Political campaigns – and I have personal knowledge of several – are always prey to such people.  Tough and clear-sighted management filters them out, but as Jared Kushner has recently admitted the Trump campaign was disastrously short of such management, which is why people like George Papadopoulos and Carter Page were able to find their way in.

Secondly, there is a fundamental difference between George Papadopoulos and Carter Page.

Papadopoulos comes across as a well-meaning but inexperienced young man who got swept along by the excitement of the moment, causing him to represent both himself and his contacts to the Trump campaign as far more important than they really were.

Carter Page by contrast comes across as a far more troubled and disturbed individual.

At some level he was probably trying to leverage his role in the Trump campaign to enhance his business in Russia whilst simultaneously using the fact that he had an established business connection with Russia to enhance his position in the Trump campaign.

However the extent of Carter Page’s detachment from reality as shown by his Congressional testimony together with his bizarre decision to represent himself rather than act through a lawyer suggests someone who is going through a deep personal crisis.

Putting a person like that through the sort of grinder that Carter Page is being put through is in my opinion a profound cruelty, all the more so as he is an obvious suicide risk.  I hope someone has taken note of that fact and is taking the necessary precautions.

Message from The Duran: If you like this article then please consider supporting our Crowdfunding campaign.  We depend on your support to continue to provide you with articles like this one.

Continue Reading
Advertisement
Comments

Latest

Russia makes MASSIVE progress on its ‘super-weapons’

Avangard hypersonic glide vehicle moves into serial production, nuclear-engine powered cruise missile tests continue, and more as Russia continues to outdo all Western military tech

Seraphim Hanisch

Published

on

On July 19th and 20th, The Russian Defense Ministry announced several milestones of progress in its advanced weapons systems programs. These programs were revealed to the world in March of this year, when Russian President Vladimir Putin gave the State of the Russian Federation speech.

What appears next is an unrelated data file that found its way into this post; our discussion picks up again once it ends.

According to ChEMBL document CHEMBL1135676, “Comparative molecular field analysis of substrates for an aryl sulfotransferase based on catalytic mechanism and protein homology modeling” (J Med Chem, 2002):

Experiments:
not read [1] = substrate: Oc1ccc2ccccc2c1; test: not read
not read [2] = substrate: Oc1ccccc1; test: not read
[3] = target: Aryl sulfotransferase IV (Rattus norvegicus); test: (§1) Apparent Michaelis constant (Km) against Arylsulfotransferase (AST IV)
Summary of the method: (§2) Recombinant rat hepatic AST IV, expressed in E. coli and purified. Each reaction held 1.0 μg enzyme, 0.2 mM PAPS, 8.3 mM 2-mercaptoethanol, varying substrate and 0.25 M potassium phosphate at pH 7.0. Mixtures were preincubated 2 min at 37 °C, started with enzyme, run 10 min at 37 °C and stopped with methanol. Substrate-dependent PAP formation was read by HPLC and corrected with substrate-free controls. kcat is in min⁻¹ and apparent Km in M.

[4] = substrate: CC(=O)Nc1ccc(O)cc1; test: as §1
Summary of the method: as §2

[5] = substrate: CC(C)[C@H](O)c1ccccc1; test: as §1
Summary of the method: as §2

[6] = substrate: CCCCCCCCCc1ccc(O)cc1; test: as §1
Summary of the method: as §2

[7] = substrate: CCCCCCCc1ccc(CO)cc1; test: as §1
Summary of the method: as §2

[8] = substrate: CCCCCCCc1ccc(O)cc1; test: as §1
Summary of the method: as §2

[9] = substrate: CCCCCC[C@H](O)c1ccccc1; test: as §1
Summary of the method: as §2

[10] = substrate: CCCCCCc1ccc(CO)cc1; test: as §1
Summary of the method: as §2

Support The Duran – Browse our Shop >>

While at first the Western onlookers did not believe the amazing announcements of hypersonic weapons and nuclear-powered cruise missiles with unlimited range, subsequent releases and concurrent observation by the American military experts has shown these developments to be as real as Mr. Putin claimed they are.

TASS, the Russian News Agency, released information on these weapons systems in separate reports:

Kinzhal

The Kinzhal hypersonic missile:

Squadrons of MiG-31 fighter jets armed with Kinzhal hypersonic missiles should enter combat duty in the Black Sea region and at other Russian fleets and flotillas, said Russian military expert Viktor Murakhovsky, the editor-in-chief of the Arsenal Otechestva magazine.

Besides, a squadron (between 12 and 16 aircraft) of MiG-31 fighter jets armed with Kinzhal hypersonic missiles entered combat duty in the Caspian Sea region in April.

“I think at least one squadron of those complexes should be deployed at any fleet, in other words – at all regions where we have fleets and flotillas. We need to deploy them in the regions of the Black Sea, the Baltic Sea, the Northern Fleet. The Pacific region also should not be forgotten,” Murakhovsky said.

He said that such systems can become a “good instrument” against not only vessels equipped with high-precision weapons, but also for countering carrier attack groups.

“We know how expensive a carrier attack group can be. By employing this asymmetric method, which is unbelievably cheap in comparison with building a carrier attack group, we can neutralize this threat almost completely,” the expert said.

Burevestnik nuclear-powered cruise missile trials:

The Burevestnik is an entirely new cruise missile, powered by a nuclear engine. This gives the missile unlimited range. In theory, such a missile could be launched at a target and spend days or weeks in hidden flight using advanced guidance systems, and then close on its target at the optimal time to assure destruction of that target with maximum surprise. The TASS piece goes on to say: